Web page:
Phases of Training for your Dog

By Dana Malone

Each dog is different and I do not believe that one approach or one motivator work for every dog.   In general, a dog that is sensitive or lacks self confidence will not respond well to negative motivation so these should be minimized.  Whereas, a dog that is pushy or dominant is not going to respect the bribery of a treat.


The first step to any training is that you show/teach your dog the meaning of your command(s) through positive motivation. 

The introduction phase should only be done in a calm, quiet area when the dog will not be distracted. 

Find a reward that your dog really likes (food, toy, ball, etc).   When the dog does what you are asking, he will get the reward.  

If your dog does not seem to “get” what you are asking of him, try to break the command down into smaller steps.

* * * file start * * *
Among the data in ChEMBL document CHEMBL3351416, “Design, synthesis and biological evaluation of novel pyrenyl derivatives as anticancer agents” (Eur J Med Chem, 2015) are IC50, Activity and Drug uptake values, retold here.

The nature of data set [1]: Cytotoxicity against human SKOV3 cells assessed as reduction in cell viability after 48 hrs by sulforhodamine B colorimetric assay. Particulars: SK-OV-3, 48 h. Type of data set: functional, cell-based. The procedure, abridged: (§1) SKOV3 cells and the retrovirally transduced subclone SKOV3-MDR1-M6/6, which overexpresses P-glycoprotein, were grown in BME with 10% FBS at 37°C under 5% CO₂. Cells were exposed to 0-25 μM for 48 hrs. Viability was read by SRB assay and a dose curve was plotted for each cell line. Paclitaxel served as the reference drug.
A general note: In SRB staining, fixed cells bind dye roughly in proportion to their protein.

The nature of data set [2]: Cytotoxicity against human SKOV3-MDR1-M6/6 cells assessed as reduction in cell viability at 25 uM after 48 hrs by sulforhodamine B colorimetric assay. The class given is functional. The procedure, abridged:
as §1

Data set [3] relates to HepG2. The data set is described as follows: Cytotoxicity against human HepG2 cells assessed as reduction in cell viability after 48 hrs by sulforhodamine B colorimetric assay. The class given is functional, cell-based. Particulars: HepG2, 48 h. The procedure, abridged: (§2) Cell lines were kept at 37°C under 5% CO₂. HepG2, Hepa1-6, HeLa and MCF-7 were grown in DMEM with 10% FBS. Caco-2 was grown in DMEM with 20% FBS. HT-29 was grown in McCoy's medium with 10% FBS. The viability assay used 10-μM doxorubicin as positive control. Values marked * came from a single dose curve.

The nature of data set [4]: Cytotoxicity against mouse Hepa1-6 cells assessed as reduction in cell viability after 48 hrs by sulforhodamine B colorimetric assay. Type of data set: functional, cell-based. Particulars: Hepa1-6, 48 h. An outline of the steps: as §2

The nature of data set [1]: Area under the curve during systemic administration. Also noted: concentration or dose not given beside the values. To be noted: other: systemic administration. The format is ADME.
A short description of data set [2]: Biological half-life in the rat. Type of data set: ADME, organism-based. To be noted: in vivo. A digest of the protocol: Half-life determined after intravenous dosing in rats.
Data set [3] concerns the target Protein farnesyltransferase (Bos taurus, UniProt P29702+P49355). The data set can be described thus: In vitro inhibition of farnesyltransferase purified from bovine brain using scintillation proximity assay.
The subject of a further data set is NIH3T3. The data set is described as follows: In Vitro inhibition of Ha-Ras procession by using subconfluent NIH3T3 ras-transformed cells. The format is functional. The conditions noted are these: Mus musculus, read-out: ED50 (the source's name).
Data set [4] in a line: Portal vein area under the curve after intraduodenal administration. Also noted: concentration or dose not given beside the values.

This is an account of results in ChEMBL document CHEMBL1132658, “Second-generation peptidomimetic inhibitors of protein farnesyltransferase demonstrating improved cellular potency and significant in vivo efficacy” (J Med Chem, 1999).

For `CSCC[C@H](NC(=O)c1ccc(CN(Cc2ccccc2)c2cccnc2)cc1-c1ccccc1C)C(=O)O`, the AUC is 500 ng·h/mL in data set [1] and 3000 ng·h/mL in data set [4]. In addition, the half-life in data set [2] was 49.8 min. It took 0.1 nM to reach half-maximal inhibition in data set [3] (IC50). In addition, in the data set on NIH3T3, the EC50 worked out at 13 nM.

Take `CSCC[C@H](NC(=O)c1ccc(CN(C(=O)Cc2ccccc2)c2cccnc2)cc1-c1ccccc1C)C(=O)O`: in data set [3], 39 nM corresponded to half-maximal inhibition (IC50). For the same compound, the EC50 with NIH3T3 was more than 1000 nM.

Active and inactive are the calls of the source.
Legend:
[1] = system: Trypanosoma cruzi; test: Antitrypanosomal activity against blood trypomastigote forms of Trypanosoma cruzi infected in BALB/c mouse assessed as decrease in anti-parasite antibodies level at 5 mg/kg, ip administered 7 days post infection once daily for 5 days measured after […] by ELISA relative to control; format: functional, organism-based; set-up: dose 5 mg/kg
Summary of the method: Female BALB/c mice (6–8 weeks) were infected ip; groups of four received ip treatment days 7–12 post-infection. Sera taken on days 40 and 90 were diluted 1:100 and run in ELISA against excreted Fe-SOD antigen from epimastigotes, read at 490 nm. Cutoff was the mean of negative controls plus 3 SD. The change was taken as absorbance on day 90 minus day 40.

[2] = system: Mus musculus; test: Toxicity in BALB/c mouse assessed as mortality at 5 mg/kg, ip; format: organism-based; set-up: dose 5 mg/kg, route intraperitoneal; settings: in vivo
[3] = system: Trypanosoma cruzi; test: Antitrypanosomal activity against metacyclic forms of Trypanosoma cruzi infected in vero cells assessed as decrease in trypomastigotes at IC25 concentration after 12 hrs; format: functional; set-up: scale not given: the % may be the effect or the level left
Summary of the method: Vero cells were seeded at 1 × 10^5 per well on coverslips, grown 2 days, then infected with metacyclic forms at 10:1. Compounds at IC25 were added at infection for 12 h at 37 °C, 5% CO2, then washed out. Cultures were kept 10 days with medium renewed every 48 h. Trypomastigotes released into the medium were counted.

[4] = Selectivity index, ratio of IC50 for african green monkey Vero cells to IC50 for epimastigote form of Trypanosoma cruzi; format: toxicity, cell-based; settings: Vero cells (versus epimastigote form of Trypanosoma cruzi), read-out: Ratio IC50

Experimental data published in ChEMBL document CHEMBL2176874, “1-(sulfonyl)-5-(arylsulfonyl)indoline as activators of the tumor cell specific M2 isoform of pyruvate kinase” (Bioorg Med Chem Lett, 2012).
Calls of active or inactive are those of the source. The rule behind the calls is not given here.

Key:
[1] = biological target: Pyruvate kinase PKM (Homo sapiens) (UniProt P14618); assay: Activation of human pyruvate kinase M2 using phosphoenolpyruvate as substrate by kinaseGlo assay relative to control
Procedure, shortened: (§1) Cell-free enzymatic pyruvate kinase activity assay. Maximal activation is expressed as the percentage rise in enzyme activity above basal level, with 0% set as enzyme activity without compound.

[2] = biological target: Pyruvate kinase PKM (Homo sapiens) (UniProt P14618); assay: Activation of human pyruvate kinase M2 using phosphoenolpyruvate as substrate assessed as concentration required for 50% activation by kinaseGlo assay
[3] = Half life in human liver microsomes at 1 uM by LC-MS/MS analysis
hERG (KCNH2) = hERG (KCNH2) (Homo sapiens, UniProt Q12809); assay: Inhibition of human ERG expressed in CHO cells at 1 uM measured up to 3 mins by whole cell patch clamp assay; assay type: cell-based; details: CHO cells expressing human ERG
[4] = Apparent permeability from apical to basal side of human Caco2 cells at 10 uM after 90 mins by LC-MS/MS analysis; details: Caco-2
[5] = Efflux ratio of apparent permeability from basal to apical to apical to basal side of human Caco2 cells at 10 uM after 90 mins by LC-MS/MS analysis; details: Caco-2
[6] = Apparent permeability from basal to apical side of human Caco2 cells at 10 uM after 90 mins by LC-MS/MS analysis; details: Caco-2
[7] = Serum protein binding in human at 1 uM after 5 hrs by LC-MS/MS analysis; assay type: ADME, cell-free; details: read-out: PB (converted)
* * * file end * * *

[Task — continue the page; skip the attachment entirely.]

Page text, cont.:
When your dog is consistent with the command(s), the next step is to introduce minor distractions and a combination of positive and negative motivators.

Your dog will be praised and treated (with toys, food, etc) when they have success during minor distractions.  A minor distraction can be something as simple as another person walking through the room without saying anything.

If your dog breaks the command with the distraction they will receive a negative motivator and given the command again as a reminder.   A negative motivator can be a negative noise or a physical correction.


Once your dog has success through the reinforcement phase it is time to increase the distractions.   Success during distractions will help to unify the bond the two of you have.

Types of increased distractions could be some things such as moving out doors to a park type setting, children playing, etc.

Your positive and negative motivations should be increased to match the increased energy of the distractions.